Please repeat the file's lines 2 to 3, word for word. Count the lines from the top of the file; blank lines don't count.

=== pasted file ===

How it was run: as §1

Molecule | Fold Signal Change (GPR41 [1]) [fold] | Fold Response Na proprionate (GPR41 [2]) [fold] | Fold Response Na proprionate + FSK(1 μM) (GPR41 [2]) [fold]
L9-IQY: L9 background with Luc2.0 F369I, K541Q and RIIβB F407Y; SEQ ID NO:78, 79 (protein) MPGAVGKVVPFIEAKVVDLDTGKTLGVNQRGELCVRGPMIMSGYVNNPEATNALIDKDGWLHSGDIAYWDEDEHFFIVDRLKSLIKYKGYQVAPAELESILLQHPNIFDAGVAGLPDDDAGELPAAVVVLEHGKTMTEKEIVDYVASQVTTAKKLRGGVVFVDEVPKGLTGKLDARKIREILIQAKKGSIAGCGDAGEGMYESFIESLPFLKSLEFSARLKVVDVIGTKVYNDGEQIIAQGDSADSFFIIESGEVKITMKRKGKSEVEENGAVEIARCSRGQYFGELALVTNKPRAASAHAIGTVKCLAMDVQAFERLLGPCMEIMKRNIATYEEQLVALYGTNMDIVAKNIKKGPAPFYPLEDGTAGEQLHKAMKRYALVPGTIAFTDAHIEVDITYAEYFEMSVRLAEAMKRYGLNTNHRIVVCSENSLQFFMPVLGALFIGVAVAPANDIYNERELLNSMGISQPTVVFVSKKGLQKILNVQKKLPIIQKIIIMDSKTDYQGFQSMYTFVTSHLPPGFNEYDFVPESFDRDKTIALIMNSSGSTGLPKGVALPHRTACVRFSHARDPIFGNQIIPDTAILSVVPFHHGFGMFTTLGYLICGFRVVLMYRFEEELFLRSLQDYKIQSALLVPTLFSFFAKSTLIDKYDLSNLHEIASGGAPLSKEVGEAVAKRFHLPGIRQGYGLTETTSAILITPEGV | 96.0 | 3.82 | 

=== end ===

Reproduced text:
Molecule | Fold Signal Change (GPR41 [1]) [fold] | Fold Response Na proprionate (GPR41 [2]) [fold] | Fold Response Na proprionate + FSK(1 μM) (GPR41 [2]) [fold]
L9-IQY: L9 background with Luc2.0 F369I, K541Q and RIIβB F407Y; SEQ ID NO:78, 79 (protein) MPGAVGKVVPFIEAKVVDLDTGKTLGVNQRGELCVRGPMIMSGYVNNPEATNALIDKDGWLHSGDIAYWDEDEHFFIVDRLKSLIKYKGYQVAPAELESILLQHPNIFDAGVAGLPDDDAGELPAAVVVLEHGKTMTEKEIVDYVASQVTTAKKLRGGVVFVDEVPKGLTGKLDARKIREILIQAKKGSIAGCGDAGEGMYESFIESLPFLKSLEFSARLKVVDVIGTKVYNDGEQIIAQGDSADSFFIIESGEVKITMKRKGKSEVEENGAVEIARCSRGQYFGELALVTNKPRAASAHAIGTVKCLAMDVQAFERLLGPCMEIMKRNIATYEEQLVALYGTNMDIVAKNIKKGPAPFYPLEDGTAGEQLHKAMKRYALVPGTIAFTDAHIEVDITYAEYFEMSVRLAEAMKRYGLNTNHRIVVCSENSLQFFMPVLGALFIGVAVAPANDIYNERELLNSMGISQPTVVFVSKKGLQKILNVQKKLPIIQKIIIMDSKTDYQGFQSMYTFVTSHLPPGFNEYDFVPESFDRDKTIALIMNSSGSTGLPKGVALPHRTACVRFSHARDPIFGNQIIPDTAILSVVPFHHGFGMFTTLGYLICGFRVVLMYRFEEELFLRSLQDYKIQSALLVPTLFSFFAKSTLIDKYDLSNLHEIASGGAPLSKEVGEAVAKRFHLPGIRQGYGLTETTSAILITPEGV | 96.0 | 3.82 | 